Bar code: 8427328435048
Chosen by JazzTimes as their Favorite "Debut Album" of 2016
"It’s been many years since I chose piano as my instrument which has given me so much joy. I am strongly and deeply charmed by its beauty.
This music is based on my long term musical exploration which was influenced by Greg Osby, Jason Moran, Andrew Hill, Keith Jarrett, Ray Santisi, Arnold Schoenberg, Alban Berg, Johann Sebastian Bach among many others.
Also, I would like to thank John and Eric for their musicality and dedication to their art."
"Megumi Yonezawa was born in Hokkaido, Japan, and graduated from Berklee School of Music where she earned her Bachelor of Arts in Piano Performance and Jazz Composition. She has proven herself on recordings by vibraphonist Michael Pinto, violinist Meg Okura, trumpet master Nicholas Payton and alto sax great Greg Osby, and playing—along the way—with drummer Francisco Mela and bassists Chris Tordini and Ben Williams.
Now Megumi has released her debut album A Result of the Colors (Fresh Sound New Talent FSNT504). Joining her are bassist John Herbert and drummer Eric McPherson on this, her debut album as a leader. Megumi has written all of the songs on the album with the sole exception of For Heaven’s Sake.
The album opens with the title track, A Result of the Colors. The piano and bass introduce the piece. With her credentials, there can be no doubt that Megumi will meet any expectation as far as performance goes. What was left to examine was her writing and arranging abilities. That, too, met and exceeded all expectations.
In the trio format, and with two exceptional band mates, Megumi is able to express herself completely and to maximize the impact of her artistry. Her phrasing is excellent and her touch is precise.
Herbert’s bass solo is finely wrought and also has a deep emotional impact. When the piano returns atop the bass, the results are stirring. So very well-written and brilliantly performed.
Children of the Sun is a lively work with a bouncy introduction. Herbert and McPherson carve out a cool groove and Megumi works off of it smartly. I found myself smiling broadly at her enchanting delivery of the piece she herself crafted so well. She has moments like Keith Jarrett and that influence is enough to win me over completely.
Herbert and McPherson work in tandem flawlessly and truly flesh out Megumi’s vision of the music.
The third track is titled Untitled. The bass and drums work on something lyrical beneath the piano’s melodic lines. Then the piano and bass answer each other softly in a quiet dialogue between them. It is another example of Megumi’s excellent writing talents.
Dr. Jeckyll and Mr. Hyde opens with a menacing, albeit alternating, melodic suggestion that is taken up by bass and drums. There is clear division within the strident motifs. The piano and bass are at odds and the drums keeps up the rhythm until the abrupt—and fitting—full stop.
Sketch has a haunting quality that is irresistible. Herbert’s bass lines run in opposite directions from Megumi’s piano and then together. McPherson’s heavy drum beats add to the air of mystery.
For Heaven’s Sake is the only piece not written by Yonezawa. It is a lovely piece that is performed extraordinarily well by Megumi. It is a gorgeous ballad and the trio makes it come alive in many different ways. The piano work is like something Bill Evans would enjoy. The bass lines are warm and the drums are fascinating. Listen to this one over and over and pay attention to all three musicians.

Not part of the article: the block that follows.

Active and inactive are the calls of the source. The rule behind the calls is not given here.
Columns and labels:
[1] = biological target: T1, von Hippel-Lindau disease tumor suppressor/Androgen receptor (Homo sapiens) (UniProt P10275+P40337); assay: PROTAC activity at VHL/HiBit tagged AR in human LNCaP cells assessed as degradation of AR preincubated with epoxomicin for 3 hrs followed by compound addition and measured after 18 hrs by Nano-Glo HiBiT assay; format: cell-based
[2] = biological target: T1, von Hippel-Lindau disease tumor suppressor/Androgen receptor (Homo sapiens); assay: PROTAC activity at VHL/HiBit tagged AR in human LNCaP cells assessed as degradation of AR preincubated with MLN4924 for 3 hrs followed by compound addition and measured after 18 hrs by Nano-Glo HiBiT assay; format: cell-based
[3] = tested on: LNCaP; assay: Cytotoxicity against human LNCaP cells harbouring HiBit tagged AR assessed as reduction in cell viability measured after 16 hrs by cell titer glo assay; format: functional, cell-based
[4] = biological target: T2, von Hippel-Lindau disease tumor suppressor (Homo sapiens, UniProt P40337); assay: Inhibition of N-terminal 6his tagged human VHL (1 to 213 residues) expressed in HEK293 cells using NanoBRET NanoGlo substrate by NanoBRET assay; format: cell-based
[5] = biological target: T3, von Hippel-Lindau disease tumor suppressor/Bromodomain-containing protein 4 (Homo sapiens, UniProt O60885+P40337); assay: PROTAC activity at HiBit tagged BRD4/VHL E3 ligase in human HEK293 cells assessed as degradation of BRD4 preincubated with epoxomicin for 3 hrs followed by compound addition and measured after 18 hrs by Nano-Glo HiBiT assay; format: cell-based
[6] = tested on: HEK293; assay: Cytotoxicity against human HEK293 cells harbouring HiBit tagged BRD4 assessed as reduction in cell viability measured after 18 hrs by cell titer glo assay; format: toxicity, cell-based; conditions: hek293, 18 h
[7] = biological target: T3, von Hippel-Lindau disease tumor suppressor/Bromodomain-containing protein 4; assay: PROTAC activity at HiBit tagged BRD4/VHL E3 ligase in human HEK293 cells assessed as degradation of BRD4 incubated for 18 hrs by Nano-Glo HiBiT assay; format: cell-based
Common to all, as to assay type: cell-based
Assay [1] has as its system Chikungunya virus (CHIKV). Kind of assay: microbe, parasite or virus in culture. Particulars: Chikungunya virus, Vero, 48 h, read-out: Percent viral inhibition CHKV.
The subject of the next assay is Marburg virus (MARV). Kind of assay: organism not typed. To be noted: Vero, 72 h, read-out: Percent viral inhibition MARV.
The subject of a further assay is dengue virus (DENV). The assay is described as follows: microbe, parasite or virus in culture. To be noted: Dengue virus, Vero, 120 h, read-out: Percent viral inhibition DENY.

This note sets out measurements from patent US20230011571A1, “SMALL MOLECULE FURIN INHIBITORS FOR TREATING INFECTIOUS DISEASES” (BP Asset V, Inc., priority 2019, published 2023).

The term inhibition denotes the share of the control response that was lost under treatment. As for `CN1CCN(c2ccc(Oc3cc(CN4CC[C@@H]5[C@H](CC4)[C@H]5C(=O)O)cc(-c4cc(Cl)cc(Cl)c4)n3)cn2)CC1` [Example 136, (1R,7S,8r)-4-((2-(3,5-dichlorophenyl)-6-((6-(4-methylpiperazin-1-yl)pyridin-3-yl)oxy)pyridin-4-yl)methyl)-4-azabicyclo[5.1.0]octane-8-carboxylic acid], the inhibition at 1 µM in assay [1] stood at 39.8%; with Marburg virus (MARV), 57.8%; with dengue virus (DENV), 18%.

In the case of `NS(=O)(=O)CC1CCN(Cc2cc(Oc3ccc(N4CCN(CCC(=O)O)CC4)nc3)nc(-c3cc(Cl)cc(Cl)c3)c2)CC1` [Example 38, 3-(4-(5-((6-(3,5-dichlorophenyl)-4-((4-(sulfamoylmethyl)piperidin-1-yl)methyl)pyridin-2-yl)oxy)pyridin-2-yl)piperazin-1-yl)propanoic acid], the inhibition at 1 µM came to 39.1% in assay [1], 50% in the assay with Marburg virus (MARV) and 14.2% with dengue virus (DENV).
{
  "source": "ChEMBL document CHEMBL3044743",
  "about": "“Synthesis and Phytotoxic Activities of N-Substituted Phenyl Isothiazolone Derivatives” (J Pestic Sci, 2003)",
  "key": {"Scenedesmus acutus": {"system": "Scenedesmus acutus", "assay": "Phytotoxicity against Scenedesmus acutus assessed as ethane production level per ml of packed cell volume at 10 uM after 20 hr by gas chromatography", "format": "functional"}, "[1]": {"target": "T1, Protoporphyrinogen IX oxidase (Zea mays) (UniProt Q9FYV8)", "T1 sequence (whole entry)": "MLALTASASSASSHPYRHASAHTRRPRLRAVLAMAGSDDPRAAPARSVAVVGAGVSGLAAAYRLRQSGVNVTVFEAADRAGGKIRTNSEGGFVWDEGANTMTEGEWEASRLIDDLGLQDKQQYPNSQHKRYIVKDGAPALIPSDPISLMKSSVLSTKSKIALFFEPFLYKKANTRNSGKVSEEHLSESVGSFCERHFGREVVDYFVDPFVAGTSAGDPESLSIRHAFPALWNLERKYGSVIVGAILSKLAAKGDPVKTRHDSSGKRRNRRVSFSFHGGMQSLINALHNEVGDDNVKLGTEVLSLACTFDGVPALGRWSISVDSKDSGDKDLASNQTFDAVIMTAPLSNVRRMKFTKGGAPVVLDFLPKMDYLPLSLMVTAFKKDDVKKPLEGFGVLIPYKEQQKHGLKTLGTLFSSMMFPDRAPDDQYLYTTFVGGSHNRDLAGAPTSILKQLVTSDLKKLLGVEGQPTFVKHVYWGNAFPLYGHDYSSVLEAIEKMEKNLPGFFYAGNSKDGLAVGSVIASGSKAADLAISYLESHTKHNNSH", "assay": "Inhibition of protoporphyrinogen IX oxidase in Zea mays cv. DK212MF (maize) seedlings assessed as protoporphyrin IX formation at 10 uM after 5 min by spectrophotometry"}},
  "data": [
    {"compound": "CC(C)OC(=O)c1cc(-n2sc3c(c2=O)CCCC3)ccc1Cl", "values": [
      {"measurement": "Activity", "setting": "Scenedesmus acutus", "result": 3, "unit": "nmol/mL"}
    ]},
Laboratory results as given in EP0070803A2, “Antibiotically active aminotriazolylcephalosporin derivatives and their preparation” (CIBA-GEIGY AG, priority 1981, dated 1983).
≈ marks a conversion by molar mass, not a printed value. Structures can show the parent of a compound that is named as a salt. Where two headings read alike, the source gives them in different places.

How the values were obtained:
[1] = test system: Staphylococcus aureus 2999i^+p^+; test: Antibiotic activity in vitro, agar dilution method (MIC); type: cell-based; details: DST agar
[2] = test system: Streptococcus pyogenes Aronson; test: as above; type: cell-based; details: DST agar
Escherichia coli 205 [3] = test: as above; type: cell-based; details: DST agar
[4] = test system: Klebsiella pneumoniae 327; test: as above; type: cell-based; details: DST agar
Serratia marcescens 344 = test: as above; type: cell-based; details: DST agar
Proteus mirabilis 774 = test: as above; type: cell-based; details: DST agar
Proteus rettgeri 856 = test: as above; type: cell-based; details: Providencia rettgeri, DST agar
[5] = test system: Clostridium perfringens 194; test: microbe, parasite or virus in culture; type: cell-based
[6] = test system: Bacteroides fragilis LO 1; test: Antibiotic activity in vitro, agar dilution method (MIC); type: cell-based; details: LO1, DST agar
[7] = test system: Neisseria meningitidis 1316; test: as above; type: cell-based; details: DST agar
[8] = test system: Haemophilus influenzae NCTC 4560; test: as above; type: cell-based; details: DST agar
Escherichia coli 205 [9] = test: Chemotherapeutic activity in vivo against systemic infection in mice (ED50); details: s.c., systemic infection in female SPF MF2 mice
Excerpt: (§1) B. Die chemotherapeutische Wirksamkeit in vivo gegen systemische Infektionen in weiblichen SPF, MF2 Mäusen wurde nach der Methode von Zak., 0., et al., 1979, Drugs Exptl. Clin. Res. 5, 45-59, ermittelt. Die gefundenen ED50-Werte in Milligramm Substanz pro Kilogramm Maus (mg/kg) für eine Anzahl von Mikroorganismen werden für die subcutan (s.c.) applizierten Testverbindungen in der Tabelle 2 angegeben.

This may be my favorite piece on the album.
Nor Dear or Fear has a quirky, odd-meter opening that is catchy and fun. The bass and drums get into a great swing and Megumi plays off of it fearlessly…like the title says. That swing is felt nicely with the trading of bass and drums.
The piece reminds me of the epitaph of Nikos Kazantzakis, “I have no hope. I have no fear. I am free.” Megumi plays with it just that way. She is not reckless but she is determined and aggressive.
A Letter from Stillness is a meditative piece full of reflection and thoughtfulness. It comes from a sense of quiet that is only shaken by the glance of memory. The grip of the piece is inescapable. It is beautiful but it is inexorable. It is like Odysseus hearing the song of the sirens.
The album ends with Epilogue. It is a farewell that wrings the heart because it is not with hope of janeh (See you soon!) but is, rather, an acknowledgment of sayonara or goodbye. It is a frenetic farewell, without joy and final.
I am amazed at the delicate ferocity with which Megumi Yonezawa plays. John Herbert’s bass can be emotional, methodical, and relentless as Eric McPherson is exploratory and experimental, sensitive and sensory. With their support, Megumi springs forward with creativity and expression befitting someone who is determined to be heard and must be heard. Megumi Yonezawa is a voice from the future."
Travis Rogers (June 5, 2016)
"Those outside of New York City, where Megumi Yonezawa currently resides, may only recognize the Japanese pianist, if anywhere, as sidewoman for Greg Osby (see 2004's Public on Blue Note), who brought her onboard following an enthusiastic endorsement from none other than Jason Moran. It was in Osby's band that she developed a rapport with drummer Eric McPherson, and along with bassist John Herbert forms the trio of this, her leader debut. Being such an inaugural enterprise, it invites listeners as if spectators through the doors of a newly opened art gallery, absorbing each track as a painting to be admired. This is, of course, one of many possible interpretations of the title song, which for the composer reflects a spectrum of human experiences. Its cocktail of nostalgia and forward thinking signals a full talent at the keyboard. Yonezawa's pianism clears roads of resistance with intelligence, interlocking with her rhythm section's arcs of brushwork and resonant bassing, and all with a comportment beyond her years.